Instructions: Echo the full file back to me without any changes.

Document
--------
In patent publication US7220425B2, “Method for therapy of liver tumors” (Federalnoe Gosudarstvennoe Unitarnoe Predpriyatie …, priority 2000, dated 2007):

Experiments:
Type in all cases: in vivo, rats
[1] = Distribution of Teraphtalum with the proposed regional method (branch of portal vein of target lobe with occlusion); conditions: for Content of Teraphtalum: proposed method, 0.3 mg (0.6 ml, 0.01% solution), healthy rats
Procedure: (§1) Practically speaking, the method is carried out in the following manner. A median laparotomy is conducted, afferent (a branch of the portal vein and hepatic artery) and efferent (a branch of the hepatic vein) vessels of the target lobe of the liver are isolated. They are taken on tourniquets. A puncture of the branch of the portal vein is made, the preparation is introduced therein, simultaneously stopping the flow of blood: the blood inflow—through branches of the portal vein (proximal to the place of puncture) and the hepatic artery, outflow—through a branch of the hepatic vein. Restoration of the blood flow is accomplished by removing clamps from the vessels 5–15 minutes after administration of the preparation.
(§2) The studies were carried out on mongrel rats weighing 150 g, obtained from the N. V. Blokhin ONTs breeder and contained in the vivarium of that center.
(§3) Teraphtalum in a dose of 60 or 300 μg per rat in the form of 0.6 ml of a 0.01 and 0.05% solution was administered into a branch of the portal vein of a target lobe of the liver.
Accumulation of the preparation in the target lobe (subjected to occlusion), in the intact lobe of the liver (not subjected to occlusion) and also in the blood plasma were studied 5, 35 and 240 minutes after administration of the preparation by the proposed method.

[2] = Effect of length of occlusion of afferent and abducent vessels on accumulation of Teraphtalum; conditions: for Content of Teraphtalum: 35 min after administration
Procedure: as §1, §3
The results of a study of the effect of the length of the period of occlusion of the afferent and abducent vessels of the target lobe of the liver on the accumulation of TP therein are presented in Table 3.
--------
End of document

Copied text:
In patent publication US7220425B2, “Method for therapy of liver tumors” (Federalnoe Gosudarstvennoe Unitarnoe Predpriyatie …, priority 2000, dated 2007):

Experiments:
Type in all cases: in vivo, rats
[1] = Distribution of Teraphtalum with the proposed regional method (branch of portal vein of target lobe with occlusion); conditions: for Content of Teraphtalum: proposed method, 0.3 mg (0.6 ml, 0.01% solution), healthy rats
Procedure: (§1) Practically speaking, the method is carried out in the following manner. A median laparotomy is conducted, afferent (a branch of the portal vein and hepatic artery) and efferent (a branch of the hepatic vein) vessels of the target lobe of the liver are isolated. They are taken on tourniquets. A puncture of the branch of the portal vein is made, the preparation is introduced therein, simultaneously stopping the flow of blood: the blood inflow—through branches of the portal vein (proximal to the place of puncture) and the hepatic artery, outflow—through a branch of the hepatic vein. Restoration of the blood flow is accomplished by removing clamps from the vessels 5–15 minutes after administration of the preparation.
(§2) The studies were carried out on mongrel rats weighing 150 g, obtained from the N. V. Blokhin ONTs breeder and contained in the vivarium of that center.
(§3) Teraphtalum in a dose of 60 or 300 μg per rat in the form of 0.6 ml of a 0.01 and 0.05% solution was administered into a branch of the portal vein of a target lobe of the liver.
Accumulation of the preparation in the target lobe (subjected to occlusion), in the intact lobe of the liver (not subjected to occlusion) and also in the blood plasma were studied 5, 35 and 240 minutes after administration of the preparation by the proposed method.

[2] = Effect of length of occlusion of afferent and abducent vessels on accumulation of Teraphtalum; conditions: for Content of Teraphtalum: 35 min after administration
Procedure: as §1, §3
The results of a study of the effect of the length of the period of occlusion of the afferent and abducent vessels of the target lobe of the liver on the accumulation of TP therein are presented in Table 3.